Presentation on theme: "What are key underlying principles and accepted strategic approaches for addressing monitoring discrimination? Partnership Participation Child rights approach."— Presentation transcript:
What are key underlying principles and accepted strategic approaches for addressing monitoring discrimination? Partnership Participation Child rights approach and the best interest of a child Monitor both direct and indirect discrimination Introduce ethical code that will ensure protection of individual data All monitoring results to be used to enhance access to quality education Monitor quality of education through achievement gap Objective
What are current good practices that lead to positive system changes related to monitoring discrimination ? Legal obligation to monitor discrimination introduced (laws and sub-laws) Establishment of special bodies tasked to monitor discrimination and segregation (inspections, National Council for combating discrimination, Ombudsman) Introducing official and regular reporting at the national level Regular reporting to UN bodies on discrimination Introducing monitoring of discrimination within self- evaluation of schools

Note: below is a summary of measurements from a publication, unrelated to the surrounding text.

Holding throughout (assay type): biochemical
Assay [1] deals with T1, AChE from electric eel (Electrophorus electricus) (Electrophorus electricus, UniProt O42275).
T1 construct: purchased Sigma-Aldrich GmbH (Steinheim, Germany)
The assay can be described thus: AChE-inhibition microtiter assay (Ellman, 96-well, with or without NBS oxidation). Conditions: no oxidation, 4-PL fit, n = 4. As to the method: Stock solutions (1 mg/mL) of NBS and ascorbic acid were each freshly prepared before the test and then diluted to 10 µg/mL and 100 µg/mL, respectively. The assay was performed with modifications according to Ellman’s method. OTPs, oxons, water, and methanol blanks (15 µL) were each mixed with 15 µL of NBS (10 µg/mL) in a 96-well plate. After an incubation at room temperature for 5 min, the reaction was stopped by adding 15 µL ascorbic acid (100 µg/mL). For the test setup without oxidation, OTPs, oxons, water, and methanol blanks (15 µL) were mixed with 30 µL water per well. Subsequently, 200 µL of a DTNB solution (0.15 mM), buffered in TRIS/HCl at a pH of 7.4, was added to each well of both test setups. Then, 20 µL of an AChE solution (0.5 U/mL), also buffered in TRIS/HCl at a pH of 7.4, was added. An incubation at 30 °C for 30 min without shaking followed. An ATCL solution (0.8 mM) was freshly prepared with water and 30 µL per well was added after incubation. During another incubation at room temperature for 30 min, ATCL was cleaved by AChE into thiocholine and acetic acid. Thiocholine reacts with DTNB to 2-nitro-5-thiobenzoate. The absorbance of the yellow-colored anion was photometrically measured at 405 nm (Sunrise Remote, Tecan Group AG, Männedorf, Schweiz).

How you would generally assess the progress related to monitoring discrimination achieved so far? Problem of discrimination is recognized more than before and there is more attention on finding solutions Some preconditions and first steps for effective monitoring are in place but there is no effective and functional system that could address discrimination in practice Roma NGOs and communities are more aware of different forms of discrimination and more empowered to fight against it It is recognized that monitoring of discrimination need to be objective in order to be effective
What are key obstacles/challenges for institutionalization of good practices related to monitoring discrimination? It seems to many that monitoring of discrimination against Roma is still not the MUST Fear that monitoring will be misused Fear that monitoring will reveal that there is no progress Transparent data would require higher accountability Difficulties in inter-sectoral cooperation and coordination among institutions and with NGO sector Lack of competences necessary to monitor discrimination Integrate monitoring of discrimination in education into regular national and local surveys/data collection
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